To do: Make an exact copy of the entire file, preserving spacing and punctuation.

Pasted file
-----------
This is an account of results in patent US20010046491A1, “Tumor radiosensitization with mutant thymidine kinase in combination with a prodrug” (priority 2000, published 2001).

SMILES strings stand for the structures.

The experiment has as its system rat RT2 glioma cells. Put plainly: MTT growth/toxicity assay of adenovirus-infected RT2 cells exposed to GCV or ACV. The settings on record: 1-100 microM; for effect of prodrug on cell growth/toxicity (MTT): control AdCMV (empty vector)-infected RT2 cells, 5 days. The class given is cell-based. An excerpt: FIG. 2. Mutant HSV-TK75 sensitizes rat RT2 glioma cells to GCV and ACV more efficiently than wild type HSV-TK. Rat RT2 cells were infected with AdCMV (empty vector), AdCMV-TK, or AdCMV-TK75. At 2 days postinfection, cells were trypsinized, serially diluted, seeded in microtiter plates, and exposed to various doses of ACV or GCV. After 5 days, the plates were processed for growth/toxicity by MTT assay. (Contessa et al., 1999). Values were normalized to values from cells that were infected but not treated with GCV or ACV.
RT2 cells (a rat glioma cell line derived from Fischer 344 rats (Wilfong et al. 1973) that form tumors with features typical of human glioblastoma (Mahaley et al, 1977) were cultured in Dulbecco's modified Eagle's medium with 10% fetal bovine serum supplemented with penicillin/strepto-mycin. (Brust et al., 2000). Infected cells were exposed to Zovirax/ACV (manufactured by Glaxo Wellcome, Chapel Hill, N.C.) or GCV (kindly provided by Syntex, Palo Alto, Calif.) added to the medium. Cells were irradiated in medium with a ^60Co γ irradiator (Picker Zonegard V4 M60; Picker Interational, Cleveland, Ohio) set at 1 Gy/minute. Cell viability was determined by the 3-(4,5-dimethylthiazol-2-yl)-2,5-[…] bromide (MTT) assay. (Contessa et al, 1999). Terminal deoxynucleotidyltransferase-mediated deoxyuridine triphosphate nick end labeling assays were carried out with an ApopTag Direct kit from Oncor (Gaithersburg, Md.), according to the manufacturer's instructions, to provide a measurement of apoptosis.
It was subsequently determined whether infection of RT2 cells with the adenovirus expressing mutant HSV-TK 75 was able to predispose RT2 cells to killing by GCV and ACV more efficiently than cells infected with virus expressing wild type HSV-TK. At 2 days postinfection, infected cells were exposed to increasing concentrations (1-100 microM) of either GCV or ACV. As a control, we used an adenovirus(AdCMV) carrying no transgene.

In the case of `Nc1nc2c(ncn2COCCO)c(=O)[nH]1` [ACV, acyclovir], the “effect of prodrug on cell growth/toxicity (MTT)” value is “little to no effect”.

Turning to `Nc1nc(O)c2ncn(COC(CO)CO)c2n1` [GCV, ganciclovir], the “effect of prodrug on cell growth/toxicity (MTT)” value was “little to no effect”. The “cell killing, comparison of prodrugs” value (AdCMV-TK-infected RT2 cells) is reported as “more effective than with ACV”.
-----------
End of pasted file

This is an account of results in patent US20010046491A1, “Tumor radiosensitization with mutant thymidine kinase in combination with a prodrug” (priority 2000, published 2001).

SMILES strings stand for the structures.

The experiment has as its system rat RT2 glioma cells. Put plainly: MTT growth/toxicity assay of adenovirus-infected RT2 cells exposed to GCV or ACV. The settings on record: 1-100 microM; for effect of prodrug on cell growth/toxicity (MTT): control AdCMV (empty vector)-infected RT2 cells, 5 days. The class given is cell-based. An excerpt: FIG. 2. Mutant HSV-TK75 sensitizes rat RT2 glioma cells to GCV and ACV more efficiently than wild type HSV-TK. Rat RT2 cells were infected with AdCMV (empty vector), AdCMV-TK, or AdCMV-TK75. At 2 days postinfection, cells were trypsinized, serially diluted, seeded in microtiter plates, and exposed to various doses of ACV or GCV. After 5 days, the plates were processed for growth/toxicity by MTT assay. (Contessa et al., 1999). Values were normalized to values from cells that were infected but not treated with GCV or ACV.
RT2 cells (a rat glioma cell line derived from Fischer 344 rats (Wilfong et al. 1973) that form tumors with features typical of human glioblastoma (Mahaley et al, 1977) were cultured in Dulbecco's modified Eagle's medium with 10% fetal bovine serum supplemented with penicillin/strepto-mycin. (Brust et al., 2000). Infected cells were exposed to Zovirax/ACV (manufactured by Glaxo Wellcome, Chapel Hill, N.C.) or GCV (kindly provided by Syntex, Palo Alto, Calif.) added to the medium. Cells were irradiated in medium with a ^60Co γ irradiator (Picker Zonegard V4 M60; Picker Interational, Cleveland, Ohio) set at 1 Gy/minute. Cell viability was determined by the 3-(4,5-dimethylthiazol-2-yl)-2,5-[…] bromide (MTT) assay. (Contessa et al, 1999). Terminal deoxynucleotidyltransferase-mediated deoxyuridine triphosphate nick end labeling assays were carried out with an ApopTag Direct kit from Oncor (Gaithersburg, Md.), according to the manufacturer's instructions, to provide a measurement of apoptosis.
It was subsequently determined whether infection of RT2 cells with the adenovirus expressing mutant HSV-TK 75 was able to predispose RT2 cells to killing by GCV and ACV more efficiently than cells infected with virus expressing wild type HSV-TK. At 2 days postinfection, infected cells were exposed to increasing concentrations (1-100 microM) of either GCV or ACV. As a control, we used an adenovirus(AdCMV) carrying no transgene.

In the case of `Nc1nc2c(ncn2COCCO)c(=O)[nH]1` [ACV, acyclovir], the “effect of prodrug on cell growth/toxicity (MTT)” value is “little to no effect”.

Turning to `Nc1nc(O)c2ncn(COC(CO)CO)c2n1` [GCV, ganciclovir], the “effect of prodrug on cell growth/toxicity (MTT)” value was “little to no effect”. The “cell killing, comparison of prodrugs” value (AdCMV-TK-infected RT2 cells) is reported as “more effective than with ACV”.